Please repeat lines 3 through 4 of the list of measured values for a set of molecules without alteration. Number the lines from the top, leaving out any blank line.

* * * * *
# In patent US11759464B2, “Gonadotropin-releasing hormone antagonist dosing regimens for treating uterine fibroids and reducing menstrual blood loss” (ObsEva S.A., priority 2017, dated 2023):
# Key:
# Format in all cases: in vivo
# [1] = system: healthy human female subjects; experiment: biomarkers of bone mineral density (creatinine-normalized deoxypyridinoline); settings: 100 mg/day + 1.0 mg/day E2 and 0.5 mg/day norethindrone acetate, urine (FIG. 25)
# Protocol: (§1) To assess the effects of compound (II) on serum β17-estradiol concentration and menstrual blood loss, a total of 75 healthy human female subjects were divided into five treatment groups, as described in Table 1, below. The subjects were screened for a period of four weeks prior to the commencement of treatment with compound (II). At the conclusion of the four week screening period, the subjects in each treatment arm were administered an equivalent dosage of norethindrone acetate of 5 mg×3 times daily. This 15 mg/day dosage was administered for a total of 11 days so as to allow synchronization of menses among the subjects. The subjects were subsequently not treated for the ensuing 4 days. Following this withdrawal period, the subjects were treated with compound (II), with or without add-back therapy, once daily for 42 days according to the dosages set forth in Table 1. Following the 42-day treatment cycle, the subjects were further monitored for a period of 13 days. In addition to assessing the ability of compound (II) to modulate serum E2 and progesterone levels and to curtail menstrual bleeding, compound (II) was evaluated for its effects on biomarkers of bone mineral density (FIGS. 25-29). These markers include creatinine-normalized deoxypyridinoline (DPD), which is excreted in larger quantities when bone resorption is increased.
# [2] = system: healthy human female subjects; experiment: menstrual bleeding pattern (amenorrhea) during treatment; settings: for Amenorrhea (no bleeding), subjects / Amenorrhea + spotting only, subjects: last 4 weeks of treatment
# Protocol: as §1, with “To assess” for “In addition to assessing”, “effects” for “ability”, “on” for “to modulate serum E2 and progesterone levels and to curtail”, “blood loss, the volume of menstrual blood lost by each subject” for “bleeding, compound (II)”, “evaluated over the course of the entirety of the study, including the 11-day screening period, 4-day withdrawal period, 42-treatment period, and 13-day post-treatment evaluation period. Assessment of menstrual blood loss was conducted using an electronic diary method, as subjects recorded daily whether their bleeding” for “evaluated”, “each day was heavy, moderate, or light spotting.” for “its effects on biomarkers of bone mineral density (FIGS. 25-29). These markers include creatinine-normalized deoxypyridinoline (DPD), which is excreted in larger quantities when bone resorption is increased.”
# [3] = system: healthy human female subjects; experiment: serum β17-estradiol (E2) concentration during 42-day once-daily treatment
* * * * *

# Format in all cases: in vivo
# [1] = system: healthy human female subjects; experiment: biomarkers of bone mineral density (creatinine-normalized deoxypyridinoline); settings: 100 mg/day + 1.0 mg/day E2 and 0.5 mg/day norethindrone acetate, urine (FIG. 25)